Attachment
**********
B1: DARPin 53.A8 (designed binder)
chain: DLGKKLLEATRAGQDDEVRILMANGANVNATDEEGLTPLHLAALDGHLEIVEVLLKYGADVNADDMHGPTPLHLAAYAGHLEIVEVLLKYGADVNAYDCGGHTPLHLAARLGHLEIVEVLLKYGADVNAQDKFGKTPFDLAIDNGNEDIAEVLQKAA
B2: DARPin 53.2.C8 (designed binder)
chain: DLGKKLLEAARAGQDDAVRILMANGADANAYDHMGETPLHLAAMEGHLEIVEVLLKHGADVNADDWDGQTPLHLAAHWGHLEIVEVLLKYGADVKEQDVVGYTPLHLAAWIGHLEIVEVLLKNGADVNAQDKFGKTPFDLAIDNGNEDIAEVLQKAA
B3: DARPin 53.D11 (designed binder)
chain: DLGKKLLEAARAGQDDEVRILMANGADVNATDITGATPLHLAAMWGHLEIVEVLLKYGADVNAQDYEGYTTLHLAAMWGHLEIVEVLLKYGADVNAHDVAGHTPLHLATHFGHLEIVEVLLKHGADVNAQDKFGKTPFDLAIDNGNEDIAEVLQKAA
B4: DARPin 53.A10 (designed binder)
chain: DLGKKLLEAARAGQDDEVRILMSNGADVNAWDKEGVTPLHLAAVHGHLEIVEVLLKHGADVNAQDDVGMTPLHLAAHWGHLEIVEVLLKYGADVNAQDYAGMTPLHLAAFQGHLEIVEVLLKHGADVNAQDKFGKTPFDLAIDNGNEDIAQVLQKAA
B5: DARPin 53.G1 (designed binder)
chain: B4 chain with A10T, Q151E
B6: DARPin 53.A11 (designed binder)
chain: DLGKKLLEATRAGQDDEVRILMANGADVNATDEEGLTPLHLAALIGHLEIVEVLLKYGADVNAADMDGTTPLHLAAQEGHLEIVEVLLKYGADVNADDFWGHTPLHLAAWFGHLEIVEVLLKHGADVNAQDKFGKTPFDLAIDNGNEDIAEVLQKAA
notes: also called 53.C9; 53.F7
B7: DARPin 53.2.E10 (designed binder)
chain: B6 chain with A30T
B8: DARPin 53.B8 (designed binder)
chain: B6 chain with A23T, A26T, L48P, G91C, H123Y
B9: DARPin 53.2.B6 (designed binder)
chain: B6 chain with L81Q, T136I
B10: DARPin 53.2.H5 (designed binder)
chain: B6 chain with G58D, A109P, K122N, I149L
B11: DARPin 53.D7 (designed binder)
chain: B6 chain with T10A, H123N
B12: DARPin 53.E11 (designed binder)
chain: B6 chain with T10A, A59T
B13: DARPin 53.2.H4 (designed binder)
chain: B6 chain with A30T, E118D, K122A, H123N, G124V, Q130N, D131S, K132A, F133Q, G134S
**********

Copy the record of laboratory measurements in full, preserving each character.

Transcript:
B1: DARPin 53.A8 (designed binder)
chain: DLGKKLLEATRAGQDDEVRILMANGANVNATDEEGLTPLHLAALDGHLEIVEVLLKYGADVNADDMHGPTPLHLAAYAGHLEIVEVLLKYGADVNAYDCGGHTPLHLAARLGHLEIVEVLLKYGADVNAQDKFGKTPFDLAIDNGNEDIAEVLQKAA
B2: DARPin 53.2.C8 (designed binder)
chain: DLGKKLLEAARAGQDDAVRILMANGADANAYDHMGETPLHLAAMEGHLEIVEVLLKHGADVNADDWDGQTPLHLAAHWGHLEIVEVLLKYGADVKEQDVVGYTPLHLAAWIGHLEIVEVLLKNGADVNAQDKFGKTPFDLAIDNGNEDIAEVLQKAA
B3: DARPin 53.D11 (designed binder)
chain: DLGKKLLEAARAGQDDEVRILMANGADVNATDITGATPLHLAAMWGHLEIVEVLLKYGADVNAQDYEGYTTLHLAAMWGHLEIVEVLLKYGADVNAHDVAGHTPLHLATHFGHLEIVEVLLKHGADVNAQDKFGKTPFDLAIDNGNEDIAEVLQKAA
B4: DARPin 53.A10 (designed binder)
chain: DLGKKLLEAARAGQDDEVRILMSNGADVNAWDKEGVTPLHLAAVHGHLEIVEVLLKHGADVNAQDDVGMTPLHLAAHWGHLEIVEVLLKYGADVNAQDYAGMTPLHLAAFQGHLEIVEVLLKHGADVNAQDKFGKTPFDLAIDNGNEDIAQVLQKAA
B5: DARPin 53.G1 (designed binder)
chain: B4 chain with A10T, Q151E
B6: DARPin 53.A11 (designed binder)
chain: DLGKKLLEATRAGQDDEVRILMANGADVNATDEEGLTPLHLAALIGHLEIVEVLLKYGADVNAADMDGTTPLHLAAQEGHLEIVEVLLKYGADVNADDFWGHTPLHLAAWFGHLEIVEVLLKHGADVNAQDKFGKTPFDLAIDNGNEDIAEVLQKAA
notes: also called 53.C9; 53.F7
B7: DARPin 53.2.E10 (designed binder)
chain: B6 chain with A30T
B8: DARPin 53.B8 (designed binder)
chain: B6 chain with A23T, A26T, L48P, G91C, H123Y
B9: DARPin 53.2.B6 (designed binder)
chain: B6 chain with L81Q, T136I
B10: DARPin 53.2.H5 (designed binder)
chain: B6 chain with G58D, A109P, K122N, I149L
B11: DARPin 53.D7 (designed binder)
chain: B6 chain with T10A, H123N
B12: DARPin 53.E11 (designed binder)
chain: B6 chain with T10A, A59T
B13: DARPin 53.2.H4 (designed binder)
chain: B6 chain with A30T, E118D, K122A, H123N, G124V, Q130N, D131S, K132A, F133Q, G134S